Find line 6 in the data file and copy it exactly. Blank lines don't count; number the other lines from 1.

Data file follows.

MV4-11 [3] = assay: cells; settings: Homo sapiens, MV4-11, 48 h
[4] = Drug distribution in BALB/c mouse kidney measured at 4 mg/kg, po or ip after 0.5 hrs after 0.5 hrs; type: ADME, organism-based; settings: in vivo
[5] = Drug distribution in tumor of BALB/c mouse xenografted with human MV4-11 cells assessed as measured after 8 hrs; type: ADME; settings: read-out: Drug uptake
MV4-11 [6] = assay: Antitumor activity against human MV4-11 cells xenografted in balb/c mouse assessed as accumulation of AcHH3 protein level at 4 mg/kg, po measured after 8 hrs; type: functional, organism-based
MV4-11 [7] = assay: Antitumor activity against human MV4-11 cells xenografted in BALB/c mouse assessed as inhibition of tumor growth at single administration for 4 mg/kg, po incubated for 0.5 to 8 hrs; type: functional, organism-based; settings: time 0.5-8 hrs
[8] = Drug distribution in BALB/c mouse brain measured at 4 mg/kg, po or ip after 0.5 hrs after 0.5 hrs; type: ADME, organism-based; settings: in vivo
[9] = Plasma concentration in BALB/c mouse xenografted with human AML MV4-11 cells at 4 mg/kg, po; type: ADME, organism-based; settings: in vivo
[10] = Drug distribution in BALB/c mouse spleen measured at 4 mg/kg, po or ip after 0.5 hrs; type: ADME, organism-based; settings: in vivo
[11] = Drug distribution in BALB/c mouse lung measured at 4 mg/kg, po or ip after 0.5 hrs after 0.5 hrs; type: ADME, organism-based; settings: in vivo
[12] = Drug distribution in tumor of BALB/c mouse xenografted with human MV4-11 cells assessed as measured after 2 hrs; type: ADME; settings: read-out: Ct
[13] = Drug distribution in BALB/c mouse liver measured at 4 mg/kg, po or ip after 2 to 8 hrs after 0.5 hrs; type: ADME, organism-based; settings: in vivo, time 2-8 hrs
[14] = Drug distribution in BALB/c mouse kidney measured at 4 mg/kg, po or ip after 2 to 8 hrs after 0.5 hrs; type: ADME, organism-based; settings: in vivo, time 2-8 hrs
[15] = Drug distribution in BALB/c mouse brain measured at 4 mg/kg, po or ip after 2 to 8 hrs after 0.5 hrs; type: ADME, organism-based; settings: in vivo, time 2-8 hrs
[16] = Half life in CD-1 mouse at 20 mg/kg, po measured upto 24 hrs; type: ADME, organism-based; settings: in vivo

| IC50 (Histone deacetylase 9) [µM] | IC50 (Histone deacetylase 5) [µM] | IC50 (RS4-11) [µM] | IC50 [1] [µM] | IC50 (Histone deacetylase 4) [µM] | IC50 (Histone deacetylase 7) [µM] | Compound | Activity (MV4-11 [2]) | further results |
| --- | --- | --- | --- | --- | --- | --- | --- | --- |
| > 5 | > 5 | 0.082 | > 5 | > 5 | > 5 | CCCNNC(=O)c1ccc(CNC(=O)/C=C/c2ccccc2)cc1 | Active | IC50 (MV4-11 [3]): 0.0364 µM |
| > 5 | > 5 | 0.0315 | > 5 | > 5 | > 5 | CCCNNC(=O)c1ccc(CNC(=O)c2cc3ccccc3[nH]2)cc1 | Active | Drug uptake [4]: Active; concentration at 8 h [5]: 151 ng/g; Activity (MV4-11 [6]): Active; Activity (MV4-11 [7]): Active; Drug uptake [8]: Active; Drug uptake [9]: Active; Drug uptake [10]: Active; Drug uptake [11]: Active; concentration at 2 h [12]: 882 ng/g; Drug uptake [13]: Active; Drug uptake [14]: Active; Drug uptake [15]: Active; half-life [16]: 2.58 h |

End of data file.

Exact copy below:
[8] = Drug distribution in BALB/c mouse brain measured at 4 mg/kg, po or ip after 0.5 hrs after 0.5 hrs; type: ADME, organism-based; settings: in vivo